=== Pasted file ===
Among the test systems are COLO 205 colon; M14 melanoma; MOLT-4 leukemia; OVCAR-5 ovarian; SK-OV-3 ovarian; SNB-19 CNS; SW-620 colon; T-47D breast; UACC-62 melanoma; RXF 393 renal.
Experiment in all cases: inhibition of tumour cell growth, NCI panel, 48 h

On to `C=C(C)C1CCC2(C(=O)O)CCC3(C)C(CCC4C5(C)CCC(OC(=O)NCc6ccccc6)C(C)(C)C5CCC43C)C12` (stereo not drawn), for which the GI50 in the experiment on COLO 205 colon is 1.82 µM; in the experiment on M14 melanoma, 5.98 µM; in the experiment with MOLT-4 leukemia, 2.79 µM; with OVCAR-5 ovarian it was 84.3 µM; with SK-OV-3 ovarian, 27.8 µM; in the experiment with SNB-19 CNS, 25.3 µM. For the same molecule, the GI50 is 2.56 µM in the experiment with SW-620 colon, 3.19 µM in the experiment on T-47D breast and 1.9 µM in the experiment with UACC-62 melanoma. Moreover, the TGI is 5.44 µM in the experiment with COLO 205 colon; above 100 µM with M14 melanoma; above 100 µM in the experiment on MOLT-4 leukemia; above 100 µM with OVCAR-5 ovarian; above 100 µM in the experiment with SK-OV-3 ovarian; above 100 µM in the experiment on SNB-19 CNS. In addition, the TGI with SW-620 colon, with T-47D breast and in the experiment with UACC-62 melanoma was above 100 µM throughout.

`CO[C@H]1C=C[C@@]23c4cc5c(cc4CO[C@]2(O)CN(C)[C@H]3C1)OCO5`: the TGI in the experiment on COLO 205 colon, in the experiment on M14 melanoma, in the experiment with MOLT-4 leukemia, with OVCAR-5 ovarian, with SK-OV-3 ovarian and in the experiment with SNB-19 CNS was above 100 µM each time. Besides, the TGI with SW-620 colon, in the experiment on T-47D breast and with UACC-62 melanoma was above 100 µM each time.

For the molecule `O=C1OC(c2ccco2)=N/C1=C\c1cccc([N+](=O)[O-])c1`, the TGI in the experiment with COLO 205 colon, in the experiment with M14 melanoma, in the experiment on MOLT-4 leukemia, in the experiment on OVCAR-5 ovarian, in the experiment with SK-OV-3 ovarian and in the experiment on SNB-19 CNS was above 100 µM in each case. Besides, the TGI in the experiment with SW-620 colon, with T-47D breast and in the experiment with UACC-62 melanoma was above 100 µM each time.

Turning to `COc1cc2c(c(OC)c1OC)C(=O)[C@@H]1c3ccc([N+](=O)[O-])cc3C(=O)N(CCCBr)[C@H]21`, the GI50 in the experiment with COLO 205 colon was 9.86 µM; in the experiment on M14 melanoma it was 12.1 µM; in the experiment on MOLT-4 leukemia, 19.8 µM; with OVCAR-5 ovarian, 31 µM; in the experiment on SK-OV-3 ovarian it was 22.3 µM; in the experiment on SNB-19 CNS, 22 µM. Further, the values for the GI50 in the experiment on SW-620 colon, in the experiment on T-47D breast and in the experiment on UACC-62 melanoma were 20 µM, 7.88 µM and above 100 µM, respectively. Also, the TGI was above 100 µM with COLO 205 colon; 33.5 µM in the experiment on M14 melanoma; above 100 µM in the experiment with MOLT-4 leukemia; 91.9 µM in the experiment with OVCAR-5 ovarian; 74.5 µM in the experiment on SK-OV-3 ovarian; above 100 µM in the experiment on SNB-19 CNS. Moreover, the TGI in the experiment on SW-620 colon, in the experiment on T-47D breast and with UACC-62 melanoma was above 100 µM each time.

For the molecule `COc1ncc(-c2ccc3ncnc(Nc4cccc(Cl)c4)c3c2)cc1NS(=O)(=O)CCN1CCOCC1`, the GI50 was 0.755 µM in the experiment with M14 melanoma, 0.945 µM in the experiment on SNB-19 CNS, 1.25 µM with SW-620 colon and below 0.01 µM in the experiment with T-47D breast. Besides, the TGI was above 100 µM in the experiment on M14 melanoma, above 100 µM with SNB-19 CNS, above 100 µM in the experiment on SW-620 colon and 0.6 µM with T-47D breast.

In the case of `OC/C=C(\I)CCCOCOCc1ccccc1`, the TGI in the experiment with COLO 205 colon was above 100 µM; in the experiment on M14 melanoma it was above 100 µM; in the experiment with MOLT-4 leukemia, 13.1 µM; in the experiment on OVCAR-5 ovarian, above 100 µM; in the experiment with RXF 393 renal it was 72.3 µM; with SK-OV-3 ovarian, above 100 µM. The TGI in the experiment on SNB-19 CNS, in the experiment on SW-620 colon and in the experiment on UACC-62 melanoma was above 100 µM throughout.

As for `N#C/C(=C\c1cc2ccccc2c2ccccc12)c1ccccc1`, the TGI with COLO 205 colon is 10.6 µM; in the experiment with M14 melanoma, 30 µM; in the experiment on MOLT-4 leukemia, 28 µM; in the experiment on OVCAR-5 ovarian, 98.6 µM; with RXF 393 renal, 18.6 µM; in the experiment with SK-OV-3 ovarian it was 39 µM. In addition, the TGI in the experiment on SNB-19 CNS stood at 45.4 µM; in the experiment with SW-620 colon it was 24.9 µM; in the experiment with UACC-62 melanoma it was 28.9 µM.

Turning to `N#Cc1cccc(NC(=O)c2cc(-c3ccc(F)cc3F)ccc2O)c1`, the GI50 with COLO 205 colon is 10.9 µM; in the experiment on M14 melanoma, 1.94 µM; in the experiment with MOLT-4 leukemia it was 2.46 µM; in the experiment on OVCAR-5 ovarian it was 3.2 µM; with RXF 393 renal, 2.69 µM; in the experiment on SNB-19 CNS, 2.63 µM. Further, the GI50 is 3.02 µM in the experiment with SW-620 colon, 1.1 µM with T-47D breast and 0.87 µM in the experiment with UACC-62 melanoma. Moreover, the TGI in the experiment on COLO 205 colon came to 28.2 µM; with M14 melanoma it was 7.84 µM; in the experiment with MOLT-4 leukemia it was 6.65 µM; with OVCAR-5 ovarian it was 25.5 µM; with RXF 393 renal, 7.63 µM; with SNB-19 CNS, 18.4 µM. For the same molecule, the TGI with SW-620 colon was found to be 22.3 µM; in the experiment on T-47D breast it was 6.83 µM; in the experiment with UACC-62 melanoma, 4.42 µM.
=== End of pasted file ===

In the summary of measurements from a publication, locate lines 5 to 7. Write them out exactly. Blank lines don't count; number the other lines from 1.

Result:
For the molecule `O=C1OC(c2ccco2)=N/C1=C\c1cccc([N+](=O)[O-])c1`, the TGI in the experiment with COLO 205 colon, in the experiment with M14 melanoma, in the experiment on MOLT-4 leukemia, in the experiment on OVCAR-5 ovarian, in the experiment with SK-OV-3 ovarian and in the experiment on SNB-19 CNS was above 100 µM in each case. Besides, the TGI in the experiment with SW-620 colon, with T-47D breast and in the experiment with UACC-62 melanoma was above 100 µM each time.

Turning to `COc1cc2c(c(OC)c1OC)C(=O)[C@@H]1c3ccc([N+](=O)[O-])cc3C(=O)N(CCCBr)[C@H]21`, the GI50 in the experiment with COLO 205 colon was 9.86 µM; in the experiment on M14 melanoma it was 12.1 µM; in the experiment on MOLT-4 leukemia, 19.8 µM; with OVCAR-5 ovarian, 31 µM; in the experiment on SK-OV-3 ovarian it was 22.3 µM; in the experiment on SNB-19 CNS, 22 µM. Further, the values for the GI50 in the experiment on SW-620 colon, in the experiment on T-47D breast and in the experiment on UACC-62 melanoma were 20 µM, 7.88 µM and above 100 µM, respectively. Also, the TGI was above 100 µM with COLO 205 colon; 33.5 µM in the experiment on M14 melanoma; above 100 µM in the experiment with MOLT-4 leukemia; 91.9 µM in the experiment with OVCAR-5 ovarian; 74.5 µM in the experiment on SK-OV-3 ovarian; above 100 µM in the experiment on SNB-19 CNS. Moreover, the TGI in the experiment on SW-620 colon, in the experiment on T-47D breast and with UACC-62 melanoma was above 100 µM each time.

For the molecule `COc1ncc(-c2ccc3ncnc(Nc4cccc(Cl)c4)c3c2)cc1NS(=O)(=O)CCN1CCOCC1`, the GI50 was 0.755 µM in the experiment with M14 melanoma, 0.945 µM in the experiment on SNB-19 CNS, 1.25 µM with SW-620 colon and below 0.01 µM in the experiment with T-47D breast. Besides, the TGI was above 100 µM in the experiment on M14 melanoma, above 100 µM with SNB-19 CNS, above 100 µM in the experiment on SW-620 colon and 0.6 µM with T-47D breast.